Enterprises Hit with Malware Preinstalled on their AndroidsCheck Point details evidence of mobile supply chain problems based on infections on devices at two large organizations.
Reports of a pair of isolated mobile malware outbreaks at two large companies yet again calls into question the security of the Android device supply chain.
The mobile security research team with Check Point Software Technologies found several dozen devices at two unnamed enterprises teaming with malware that came preinstalled out of the box.
While the researchers noted that the apps weren't integrated components of the official ROM firmware developed by the devices' manufacturers, they did confirm that the malicious applications were not downloaded to the device after activation by the user.
"(They) were added somewhere along the supply chain," wrote Orien Koriat, a researcher with the Check Point Mobile Research Team. " Six of the malware instances were added by a malicious actor to the device’s ROM using system privileges, meaning they couldn’t be removed by the user and the device had to be re-flashed."
The report took a look at 36 infected devices from two large firms, a large telecom and a global technology company. The devices in question had multiple instances of preinstalled malware, including a number of information stealing applications, adware and ransomware. Some notable inclusions were instances of Slocker mobile ransomware and Loki adware, which establishes total persistence on a device through complete device control.
Pre-installed mobile device malware and built-in backdoors are starting to pop up in the Android device ecosystem with greater regularity and security experts believe that the problem will continue to grow. Most recently, the preinstallation of firmware on budget smartphones from manufacturers like BLU, Infinix, and LEAGOO that allowed for the remote installation of applications without user consent was highlighted by researchers at Kryptowire, Dr. Web and US-CERT. This ADUPS firmware was thoroughly enmeshed at the system level with the device platform and further research from Trustlook estimated that it came pre-installed on 700 million Android devices with the capability to "text messages, phone call histories, and details of how the phone is being used all without the user’s permission," researchers with Trustlook said.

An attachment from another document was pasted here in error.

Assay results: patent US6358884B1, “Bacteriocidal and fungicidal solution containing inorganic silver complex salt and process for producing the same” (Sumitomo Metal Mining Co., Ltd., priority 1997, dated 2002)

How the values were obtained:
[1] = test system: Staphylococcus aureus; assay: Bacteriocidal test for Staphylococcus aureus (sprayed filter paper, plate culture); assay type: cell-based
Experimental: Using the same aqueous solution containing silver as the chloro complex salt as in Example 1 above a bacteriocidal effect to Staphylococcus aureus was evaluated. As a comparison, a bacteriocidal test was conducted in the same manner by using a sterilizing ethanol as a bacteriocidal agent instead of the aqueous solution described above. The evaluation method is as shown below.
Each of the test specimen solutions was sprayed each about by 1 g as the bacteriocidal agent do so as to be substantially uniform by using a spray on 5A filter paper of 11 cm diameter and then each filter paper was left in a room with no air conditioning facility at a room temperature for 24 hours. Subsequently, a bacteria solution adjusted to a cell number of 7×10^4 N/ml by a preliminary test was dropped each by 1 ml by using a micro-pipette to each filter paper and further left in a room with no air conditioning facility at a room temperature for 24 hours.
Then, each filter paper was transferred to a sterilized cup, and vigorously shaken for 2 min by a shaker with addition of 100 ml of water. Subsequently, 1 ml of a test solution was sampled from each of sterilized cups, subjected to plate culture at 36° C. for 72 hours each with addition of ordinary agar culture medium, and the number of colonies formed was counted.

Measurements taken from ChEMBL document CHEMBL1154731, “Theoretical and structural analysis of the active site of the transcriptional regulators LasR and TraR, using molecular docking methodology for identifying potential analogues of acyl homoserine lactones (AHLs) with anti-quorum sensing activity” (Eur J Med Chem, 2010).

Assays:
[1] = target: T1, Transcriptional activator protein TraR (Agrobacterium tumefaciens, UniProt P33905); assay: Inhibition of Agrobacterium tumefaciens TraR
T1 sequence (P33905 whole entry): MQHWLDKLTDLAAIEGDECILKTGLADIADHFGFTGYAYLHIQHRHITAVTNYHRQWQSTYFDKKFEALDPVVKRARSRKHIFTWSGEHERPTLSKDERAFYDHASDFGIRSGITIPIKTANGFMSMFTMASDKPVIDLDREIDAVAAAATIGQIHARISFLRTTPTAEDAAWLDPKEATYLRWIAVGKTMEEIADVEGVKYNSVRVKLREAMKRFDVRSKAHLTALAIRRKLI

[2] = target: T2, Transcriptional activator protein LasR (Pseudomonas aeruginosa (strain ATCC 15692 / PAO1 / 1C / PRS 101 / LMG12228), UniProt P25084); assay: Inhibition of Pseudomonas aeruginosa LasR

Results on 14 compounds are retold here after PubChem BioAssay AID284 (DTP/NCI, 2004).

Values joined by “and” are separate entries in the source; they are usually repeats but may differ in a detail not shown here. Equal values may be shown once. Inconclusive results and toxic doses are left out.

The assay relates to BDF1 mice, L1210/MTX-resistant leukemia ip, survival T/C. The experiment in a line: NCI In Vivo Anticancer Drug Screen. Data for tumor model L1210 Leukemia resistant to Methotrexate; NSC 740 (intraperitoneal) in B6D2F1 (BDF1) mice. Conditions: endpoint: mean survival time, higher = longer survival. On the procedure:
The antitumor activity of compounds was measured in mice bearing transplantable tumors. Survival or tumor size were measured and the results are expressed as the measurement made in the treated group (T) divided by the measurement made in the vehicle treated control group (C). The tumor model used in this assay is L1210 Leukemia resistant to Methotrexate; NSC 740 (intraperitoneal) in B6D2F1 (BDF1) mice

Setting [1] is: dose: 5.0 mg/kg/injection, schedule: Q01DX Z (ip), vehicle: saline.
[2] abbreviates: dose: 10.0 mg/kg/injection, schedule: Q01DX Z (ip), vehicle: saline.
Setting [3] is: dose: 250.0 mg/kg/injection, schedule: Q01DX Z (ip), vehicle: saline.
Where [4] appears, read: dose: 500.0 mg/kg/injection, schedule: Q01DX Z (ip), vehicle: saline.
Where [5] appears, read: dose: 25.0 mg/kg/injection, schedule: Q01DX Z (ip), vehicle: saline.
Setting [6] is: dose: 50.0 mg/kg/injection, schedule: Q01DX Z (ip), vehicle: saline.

One of the big dangers of pre-installed malicious apps is that bad behavior never looks abnormal to a device user.
"Pre-installed malware compromise the security even of the most careful users," says Koriat. "In addition, a user who receives a device already containing malware will not be able to notice any change in the device’s activity which often occur once a malware is installed."
According to Michael Patterson, CEO of networks security firm Plixer International, examples like this "shatter" the trust in the mobile device supply chain and "places into question the quality assurance processes that exist today for device manufacturers."
Though enterprises should reasonably expect new electronics to be free of malware from the get-go, they're still on the hook when events like this take place, he explains. This is why it's important to not only lean on device security measures but also a backstop of network monitoring and controls to look for issues like these. He adds that device manufacturers also need to step up their QA game to add greater security assurances before sending devices out the door.
"Based on these findings, device manufacturers should now introduce a final test of devices prior to shipping them to customers," he says. "Although this will certainly impact the cost of manufacturing and delivery, the potential negative impact of a loss of trust for mainstream manufacturers overshadows this cost increase."
Ericka Chickowski specializes in coverage of information technology and business innovation. She has focused on information security for the better part of a decade and regularly writes about the security industry as a contributor to Dark Reading. View Full Bio